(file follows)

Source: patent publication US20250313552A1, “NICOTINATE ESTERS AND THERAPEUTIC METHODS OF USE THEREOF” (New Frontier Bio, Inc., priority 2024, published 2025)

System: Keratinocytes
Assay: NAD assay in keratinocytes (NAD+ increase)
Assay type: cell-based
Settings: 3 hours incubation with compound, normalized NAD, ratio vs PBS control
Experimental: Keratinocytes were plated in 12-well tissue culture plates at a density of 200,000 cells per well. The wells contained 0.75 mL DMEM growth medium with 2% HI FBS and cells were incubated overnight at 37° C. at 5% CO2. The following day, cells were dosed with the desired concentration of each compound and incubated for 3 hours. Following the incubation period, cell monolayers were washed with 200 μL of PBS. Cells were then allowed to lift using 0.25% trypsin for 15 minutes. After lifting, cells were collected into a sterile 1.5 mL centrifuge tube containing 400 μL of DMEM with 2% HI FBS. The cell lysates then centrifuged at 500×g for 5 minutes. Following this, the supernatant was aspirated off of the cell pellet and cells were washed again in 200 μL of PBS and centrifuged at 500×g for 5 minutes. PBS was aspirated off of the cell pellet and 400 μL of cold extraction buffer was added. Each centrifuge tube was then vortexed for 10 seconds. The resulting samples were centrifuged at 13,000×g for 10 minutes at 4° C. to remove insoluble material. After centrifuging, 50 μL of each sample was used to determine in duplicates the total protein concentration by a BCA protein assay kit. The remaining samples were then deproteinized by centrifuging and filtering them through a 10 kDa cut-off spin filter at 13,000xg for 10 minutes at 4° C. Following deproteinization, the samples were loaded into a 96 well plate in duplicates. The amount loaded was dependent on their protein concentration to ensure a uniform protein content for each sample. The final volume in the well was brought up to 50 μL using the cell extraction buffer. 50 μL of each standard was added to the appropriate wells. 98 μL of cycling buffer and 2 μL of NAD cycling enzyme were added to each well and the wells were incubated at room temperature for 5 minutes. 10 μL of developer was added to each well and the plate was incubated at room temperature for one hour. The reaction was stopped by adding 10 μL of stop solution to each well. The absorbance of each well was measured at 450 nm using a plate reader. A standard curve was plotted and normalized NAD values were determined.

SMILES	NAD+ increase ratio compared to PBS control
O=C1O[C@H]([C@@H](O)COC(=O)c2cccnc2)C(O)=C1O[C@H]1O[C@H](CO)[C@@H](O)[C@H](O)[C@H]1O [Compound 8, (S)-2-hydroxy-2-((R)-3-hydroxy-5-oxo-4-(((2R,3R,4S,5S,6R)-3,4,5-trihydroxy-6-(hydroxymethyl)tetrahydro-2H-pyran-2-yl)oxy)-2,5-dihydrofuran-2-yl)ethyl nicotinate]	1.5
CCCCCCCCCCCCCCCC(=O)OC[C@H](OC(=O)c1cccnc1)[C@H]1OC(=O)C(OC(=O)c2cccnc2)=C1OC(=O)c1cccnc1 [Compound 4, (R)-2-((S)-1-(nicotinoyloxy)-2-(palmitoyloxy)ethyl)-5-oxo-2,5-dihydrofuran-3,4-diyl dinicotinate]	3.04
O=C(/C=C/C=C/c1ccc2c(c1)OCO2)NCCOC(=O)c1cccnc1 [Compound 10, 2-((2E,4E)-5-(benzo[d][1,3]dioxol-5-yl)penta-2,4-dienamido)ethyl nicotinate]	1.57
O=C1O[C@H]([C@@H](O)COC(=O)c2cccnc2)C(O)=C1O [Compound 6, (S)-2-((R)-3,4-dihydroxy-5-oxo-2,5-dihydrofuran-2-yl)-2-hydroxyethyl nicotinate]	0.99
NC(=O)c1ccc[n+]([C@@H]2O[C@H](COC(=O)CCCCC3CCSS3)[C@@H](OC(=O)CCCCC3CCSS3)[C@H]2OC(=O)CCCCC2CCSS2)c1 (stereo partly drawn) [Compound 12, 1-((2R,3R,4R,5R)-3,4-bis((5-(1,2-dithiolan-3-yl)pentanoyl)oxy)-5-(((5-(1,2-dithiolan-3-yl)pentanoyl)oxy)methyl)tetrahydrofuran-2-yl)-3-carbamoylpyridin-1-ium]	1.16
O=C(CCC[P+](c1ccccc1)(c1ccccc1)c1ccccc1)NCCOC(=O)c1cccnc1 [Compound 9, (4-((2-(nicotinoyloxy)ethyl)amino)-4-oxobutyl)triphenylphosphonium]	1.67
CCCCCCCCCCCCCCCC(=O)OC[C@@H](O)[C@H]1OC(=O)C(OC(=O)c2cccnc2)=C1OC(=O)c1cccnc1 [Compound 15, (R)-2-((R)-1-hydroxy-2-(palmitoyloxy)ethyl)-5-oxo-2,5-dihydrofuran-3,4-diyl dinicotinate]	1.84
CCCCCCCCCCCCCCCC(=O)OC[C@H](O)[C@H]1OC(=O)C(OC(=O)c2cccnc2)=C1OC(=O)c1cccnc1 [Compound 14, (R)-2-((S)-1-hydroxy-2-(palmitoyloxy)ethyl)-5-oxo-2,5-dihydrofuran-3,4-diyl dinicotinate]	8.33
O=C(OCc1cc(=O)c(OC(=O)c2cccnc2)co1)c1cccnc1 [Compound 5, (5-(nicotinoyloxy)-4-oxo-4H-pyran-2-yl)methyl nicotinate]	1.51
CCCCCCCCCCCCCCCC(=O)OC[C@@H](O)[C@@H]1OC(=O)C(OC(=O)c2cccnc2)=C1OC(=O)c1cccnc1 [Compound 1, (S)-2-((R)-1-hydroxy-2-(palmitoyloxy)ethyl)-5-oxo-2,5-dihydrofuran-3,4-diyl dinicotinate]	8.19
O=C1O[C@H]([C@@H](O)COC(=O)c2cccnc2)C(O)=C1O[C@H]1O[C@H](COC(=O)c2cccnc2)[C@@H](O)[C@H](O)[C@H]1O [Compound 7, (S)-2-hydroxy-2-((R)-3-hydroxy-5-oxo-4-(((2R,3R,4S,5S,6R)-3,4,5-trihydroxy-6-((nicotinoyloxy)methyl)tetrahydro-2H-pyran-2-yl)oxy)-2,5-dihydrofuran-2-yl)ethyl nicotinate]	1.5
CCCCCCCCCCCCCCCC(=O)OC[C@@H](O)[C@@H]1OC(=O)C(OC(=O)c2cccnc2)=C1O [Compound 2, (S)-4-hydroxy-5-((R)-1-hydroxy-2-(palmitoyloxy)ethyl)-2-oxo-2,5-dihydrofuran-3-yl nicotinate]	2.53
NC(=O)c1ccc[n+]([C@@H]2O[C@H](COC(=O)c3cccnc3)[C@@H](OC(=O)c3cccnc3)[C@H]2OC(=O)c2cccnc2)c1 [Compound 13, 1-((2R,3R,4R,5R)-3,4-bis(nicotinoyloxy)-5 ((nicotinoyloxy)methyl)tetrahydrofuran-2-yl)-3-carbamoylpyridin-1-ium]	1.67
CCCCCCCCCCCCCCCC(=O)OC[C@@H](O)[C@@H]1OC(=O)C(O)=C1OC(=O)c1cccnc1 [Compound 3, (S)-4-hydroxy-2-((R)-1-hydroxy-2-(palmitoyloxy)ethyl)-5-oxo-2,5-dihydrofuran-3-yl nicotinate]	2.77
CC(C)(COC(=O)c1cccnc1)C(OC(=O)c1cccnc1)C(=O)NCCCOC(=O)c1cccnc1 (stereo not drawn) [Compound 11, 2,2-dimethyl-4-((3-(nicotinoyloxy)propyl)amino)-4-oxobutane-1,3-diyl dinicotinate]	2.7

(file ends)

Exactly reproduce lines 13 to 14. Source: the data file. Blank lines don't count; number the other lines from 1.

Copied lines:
O=C(CCC[P+](c1ccccc1)(c1ccccc1)c1ccccc1)NCCOC(=O)c1cccnc1 [Compound 9, (4-((2-(nicotinoyloxy)ethyl)amino)-4-oxobutyl)triphenylphosphonium]	1.67
CCCCCCCCCCCCCCCC(=O)OC[C@@H](O)[C@H]1OC(=O)C(OC(=O)c2cccnc2)=C1OC(=O)c1cccnc1 [Compound 15, (R)-2-((R)-1-hydroxy-2-(palmitoyloxy)ethyl)-5-oxo-2,5-dihydrofuran-3,4-diyl dinicotinate]	1.84